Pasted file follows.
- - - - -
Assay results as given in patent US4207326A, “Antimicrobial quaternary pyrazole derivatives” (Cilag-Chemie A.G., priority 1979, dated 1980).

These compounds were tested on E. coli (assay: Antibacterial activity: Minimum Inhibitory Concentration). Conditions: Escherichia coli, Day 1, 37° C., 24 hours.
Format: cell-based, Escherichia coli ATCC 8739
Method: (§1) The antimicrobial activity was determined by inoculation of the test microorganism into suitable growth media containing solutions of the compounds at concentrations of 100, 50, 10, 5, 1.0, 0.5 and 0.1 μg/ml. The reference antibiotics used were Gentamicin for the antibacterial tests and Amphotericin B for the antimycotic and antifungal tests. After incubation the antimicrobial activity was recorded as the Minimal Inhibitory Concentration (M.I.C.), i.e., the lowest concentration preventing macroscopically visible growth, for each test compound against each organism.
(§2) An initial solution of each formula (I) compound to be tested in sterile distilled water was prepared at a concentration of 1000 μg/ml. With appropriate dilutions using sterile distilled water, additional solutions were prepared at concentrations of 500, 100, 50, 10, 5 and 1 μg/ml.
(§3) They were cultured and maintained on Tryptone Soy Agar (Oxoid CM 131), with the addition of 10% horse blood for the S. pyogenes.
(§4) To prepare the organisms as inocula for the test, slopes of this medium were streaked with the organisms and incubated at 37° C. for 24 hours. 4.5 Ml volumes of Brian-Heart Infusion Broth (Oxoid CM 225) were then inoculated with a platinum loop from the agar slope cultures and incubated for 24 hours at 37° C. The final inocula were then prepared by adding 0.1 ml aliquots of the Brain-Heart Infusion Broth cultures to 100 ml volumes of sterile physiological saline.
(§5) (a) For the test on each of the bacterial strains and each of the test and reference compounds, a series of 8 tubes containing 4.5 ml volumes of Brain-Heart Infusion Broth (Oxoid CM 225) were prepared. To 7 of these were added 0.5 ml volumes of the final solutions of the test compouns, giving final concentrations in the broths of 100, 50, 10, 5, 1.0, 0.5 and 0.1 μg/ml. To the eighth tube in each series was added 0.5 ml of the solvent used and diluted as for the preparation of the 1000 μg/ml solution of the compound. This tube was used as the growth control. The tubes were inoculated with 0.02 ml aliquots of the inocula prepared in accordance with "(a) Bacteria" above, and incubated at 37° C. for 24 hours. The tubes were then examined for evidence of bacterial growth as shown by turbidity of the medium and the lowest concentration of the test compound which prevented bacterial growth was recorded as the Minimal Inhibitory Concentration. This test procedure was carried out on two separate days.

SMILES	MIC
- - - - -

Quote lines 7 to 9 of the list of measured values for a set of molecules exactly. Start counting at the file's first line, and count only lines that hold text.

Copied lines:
(§4) To prepare the organisms as inocula for the test, slopes of this medium were streaked with the organisms and incubated at 37° C. for 24 hours. 4.5 Ml volumes of Brian-Heart Infusion Broth (Oxoid CM 225) were then inoculated with a platinum loop from the agar slope cultures and incubated for 24 hours at 37° C. The final inocula were then prepared by adding 0.1 ml aliquots of the Brain-Heart Infusion Broth cultures to 100 ml volumes of sterile physiological saline.
(§5) (a) For the test on each of the bacterial strains and each of the test and reference compounds, a series of 8 tubes containing 4.5 ml volumes of Brain-Heart Infusion Broth (Oxoid CM 225) were prepared. To 7 of these were added 0.5 ml volumes of the final solutions of the test compouns, giving final concentrations in the broths of 100, 50, 10, 5, 1.0, 0.5 and 0.1 μg/ml. To the eighth tube in each series was added 0.5 ml of the solvent used and diluted as for the preparation of the 1000 μg/ml solution of the compound. This tube was used as the growth control. The tubes were inoculated with 0.02 ml aliquots of the inocula prepared in accordance with "(a) Bacteria" above, and incubated at 37° C. for 24 hours. The tubes were then examined for evidence of bacterial growth as shown by turbidity of the medium and the lowest concentration of the test compound which prevented bacterial growth was recorded as the Minimal Inhibitory Concentration. This test procedure was carried out on two separate days.

SMILES	MIC